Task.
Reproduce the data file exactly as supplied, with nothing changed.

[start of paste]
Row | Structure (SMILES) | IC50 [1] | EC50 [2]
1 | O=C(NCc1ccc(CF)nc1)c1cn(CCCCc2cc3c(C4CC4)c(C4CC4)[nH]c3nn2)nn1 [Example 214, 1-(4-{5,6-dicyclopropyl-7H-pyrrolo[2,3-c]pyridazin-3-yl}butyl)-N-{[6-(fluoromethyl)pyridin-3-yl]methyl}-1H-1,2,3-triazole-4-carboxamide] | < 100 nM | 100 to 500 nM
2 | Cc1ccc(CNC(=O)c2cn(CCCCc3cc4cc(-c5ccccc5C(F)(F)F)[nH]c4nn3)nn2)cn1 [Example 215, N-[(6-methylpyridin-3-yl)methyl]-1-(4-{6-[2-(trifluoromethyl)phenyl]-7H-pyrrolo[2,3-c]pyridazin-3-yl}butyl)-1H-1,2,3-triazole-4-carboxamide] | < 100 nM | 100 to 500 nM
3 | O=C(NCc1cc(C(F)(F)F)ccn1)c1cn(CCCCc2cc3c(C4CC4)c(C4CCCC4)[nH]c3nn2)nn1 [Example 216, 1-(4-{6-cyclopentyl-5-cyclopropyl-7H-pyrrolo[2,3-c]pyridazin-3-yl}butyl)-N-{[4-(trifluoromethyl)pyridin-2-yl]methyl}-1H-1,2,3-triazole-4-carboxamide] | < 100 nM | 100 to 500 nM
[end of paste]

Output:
Row | Structure (SMILES) | IC50 [1] | EC50 [2]
1 | O=C(NCc1ccc(CF)nc1)c1cn(CCCCc2cc3c(C4CC4)c(C4CC4)[nH]c3nn2)nn1 [Example 214, 1-(4-{5,6-dicyclopropyl-7H-pyrrolo[2,3-c]pyridazin-3-yl}butyl)-N-{[6-(fluoromethyl)pyridin-3-yl]methyl}-1H-1,2,3-triazole-4-carboxamide] | < 100 nM | 100 to 500 nM
2 | Cc1ccc(CNC(=O)c2cn(CCCCc3cc4cc(-c5ccccc5C(F)(F)F)[nH]c4nn3)nn2)cn1 [Example 215, N-[(6-methylpyridin-3-yl)methyl]-1-(4-{6-[2-(trifluoromethyl)phenyl]-7H-pyrrolo[2,3-c]pyridazin-3-yl}butyl)-1H-1,2,3-triazole-4-carboxamide] | < 100 nM | 100 to 500 nM
3 | O=C(NCc1cc(C(F)(F)F)ccn1)c1cn(CCCCc2cc3c(C4CC4)c(C4CCCC4)[nH]c3nn2)nn1 [Example 216, 1-(4-{6-cyclopentyl-5-cyclopropyl-7H-pyrrolo[2,3-c]pyridazin-3-yl}butyl)-N-{[4-(trifluoromethyl)pyridin-2-yl]methyl}-1H-1,2,3-triazole-4-carboxamide] | < 100 nM | 100 to 500 nM